The 2010 Hospital Pulse Report: Employee and Nurse Perspectives on American Health Care was recently released by Press Ganey Associates, and it should serve as a wake-up call to hospital administrators.
The report, which surveyed the experiences of more than 235,000 employees at nearly 400 U.S. hospitals, tells us that 45% of hospital workers — almost half! – consider themselves “distanced from or discontent with their current work.”
Even more troubling is the fact that workers who are closest to patient care have the lowest partnership scores. In other words, the actual caregivers are the least likely to feel satisfied and engaged with their organization.
The report goes on to tell us that, not surprisingly, there is a strong correlation between employee engagement and patient satisfaction.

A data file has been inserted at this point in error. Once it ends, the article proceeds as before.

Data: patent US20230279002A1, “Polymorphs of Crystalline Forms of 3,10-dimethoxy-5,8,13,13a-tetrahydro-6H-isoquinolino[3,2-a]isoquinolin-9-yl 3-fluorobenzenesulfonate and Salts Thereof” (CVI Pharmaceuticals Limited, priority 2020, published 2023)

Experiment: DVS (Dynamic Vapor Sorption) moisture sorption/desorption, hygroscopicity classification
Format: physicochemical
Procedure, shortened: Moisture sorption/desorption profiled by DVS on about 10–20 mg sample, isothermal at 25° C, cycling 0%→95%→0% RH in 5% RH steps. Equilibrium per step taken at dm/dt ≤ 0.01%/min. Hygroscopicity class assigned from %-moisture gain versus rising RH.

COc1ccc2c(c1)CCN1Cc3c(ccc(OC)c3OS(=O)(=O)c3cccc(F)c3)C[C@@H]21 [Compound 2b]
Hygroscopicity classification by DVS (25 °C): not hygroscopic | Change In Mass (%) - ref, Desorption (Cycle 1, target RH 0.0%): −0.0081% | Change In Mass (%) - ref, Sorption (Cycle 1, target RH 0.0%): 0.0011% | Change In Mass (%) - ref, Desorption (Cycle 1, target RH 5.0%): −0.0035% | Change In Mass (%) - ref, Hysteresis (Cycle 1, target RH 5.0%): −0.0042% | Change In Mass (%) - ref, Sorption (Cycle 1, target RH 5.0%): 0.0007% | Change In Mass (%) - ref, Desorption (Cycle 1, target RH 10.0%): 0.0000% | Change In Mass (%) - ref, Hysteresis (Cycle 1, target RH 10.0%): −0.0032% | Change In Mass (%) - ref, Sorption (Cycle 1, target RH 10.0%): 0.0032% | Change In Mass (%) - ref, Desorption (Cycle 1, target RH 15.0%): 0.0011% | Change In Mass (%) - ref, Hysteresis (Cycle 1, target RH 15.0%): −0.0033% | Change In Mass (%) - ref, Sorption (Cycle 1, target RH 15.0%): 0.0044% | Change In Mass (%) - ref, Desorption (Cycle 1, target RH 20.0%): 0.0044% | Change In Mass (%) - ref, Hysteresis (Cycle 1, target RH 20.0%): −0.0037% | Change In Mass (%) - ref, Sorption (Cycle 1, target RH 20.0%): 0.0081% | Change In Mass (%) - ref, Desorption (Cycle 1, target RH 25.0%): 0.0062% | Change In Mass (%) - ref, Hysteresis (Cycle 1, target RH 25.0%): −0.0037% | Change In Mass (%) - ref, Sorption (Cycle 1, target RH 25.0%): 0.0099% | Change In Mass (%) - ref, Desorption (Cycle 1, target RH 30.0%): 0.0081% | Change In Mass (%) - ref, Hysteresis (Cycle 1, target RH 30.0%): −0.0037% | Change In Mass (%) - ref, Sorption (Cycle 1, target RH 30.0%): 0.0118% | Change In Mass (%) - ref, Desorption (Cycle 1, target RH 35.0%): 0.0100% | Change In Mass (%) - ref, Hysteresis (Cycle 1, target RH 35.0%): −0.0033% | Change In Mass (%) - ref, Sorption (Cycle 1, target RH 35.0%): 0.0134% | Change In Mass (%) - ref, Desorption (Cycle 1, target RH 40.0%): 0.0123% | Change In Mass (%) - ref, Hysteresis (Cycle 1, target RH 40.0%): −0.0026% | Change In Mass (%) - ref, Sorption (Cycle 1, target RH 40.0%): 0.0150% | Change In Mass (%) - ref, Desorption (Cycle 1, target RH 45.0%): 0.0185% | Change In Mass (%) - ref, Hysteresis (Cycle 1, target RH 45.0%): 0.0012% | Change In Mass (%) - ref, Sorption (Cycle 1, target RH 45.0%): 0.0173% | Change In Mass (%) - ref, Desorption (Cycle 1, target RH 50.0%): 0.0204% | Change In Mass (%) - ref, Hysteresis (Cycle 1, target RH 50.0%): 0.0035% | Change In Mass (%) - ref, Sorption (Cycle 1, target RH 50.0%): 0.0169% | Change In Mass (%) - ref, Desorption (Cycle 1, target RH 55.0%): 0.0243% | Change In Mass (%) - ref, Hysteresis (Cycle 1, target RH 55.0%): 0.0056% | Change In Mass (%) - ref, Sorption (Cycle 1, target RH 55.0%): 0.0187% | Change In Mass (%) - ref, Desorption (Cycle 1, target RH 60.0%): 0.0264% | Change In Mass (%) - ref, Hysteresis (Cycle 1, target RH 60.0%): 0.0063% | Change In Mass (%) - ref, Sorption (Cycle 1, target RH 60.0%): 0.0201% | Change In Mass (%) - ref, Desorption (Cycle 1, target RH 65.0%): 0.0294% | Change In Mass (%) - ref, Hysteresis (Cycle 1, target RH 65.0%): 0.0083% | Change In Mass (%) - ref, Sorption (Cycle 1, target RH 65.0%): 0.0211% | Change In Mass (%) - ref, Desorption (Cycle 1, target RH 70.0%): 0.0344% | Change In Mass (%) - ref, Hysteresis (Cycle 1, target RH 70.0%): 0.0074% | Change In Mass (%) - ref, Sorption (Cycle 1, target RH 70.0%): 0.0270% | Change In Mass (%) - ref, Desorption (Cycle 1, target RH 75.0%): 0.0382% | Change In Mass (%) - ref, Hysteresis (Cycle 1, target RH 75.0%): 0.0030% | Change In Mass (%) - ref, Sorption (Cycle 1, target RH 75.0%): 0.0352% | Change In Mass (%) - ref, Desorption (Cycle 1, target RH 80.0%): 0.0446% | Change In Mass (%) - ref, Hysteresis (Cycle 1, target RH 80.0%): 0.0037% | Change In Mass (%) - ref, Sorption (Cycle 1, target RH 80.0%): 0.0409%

Now let’s complete the circle: If employees are not engaged and satisfied, patient satisfaction suffers. And we all know that low patient satisfaction leads to declining admissions, erosion of brand equity, and loss of market share.
Times are tough. Money is not easily or readily available for things that are not considered “essential” at hospitals. But smart hospital leaders would be well-served to realize that engaged employees who feel invested in their jobs are a primary driver of patient satisfaction and perceived of quality care.
Hospitals that provide ongoing avenues for positive employee engagement will reap the rewards of better patient care — and increased revenues.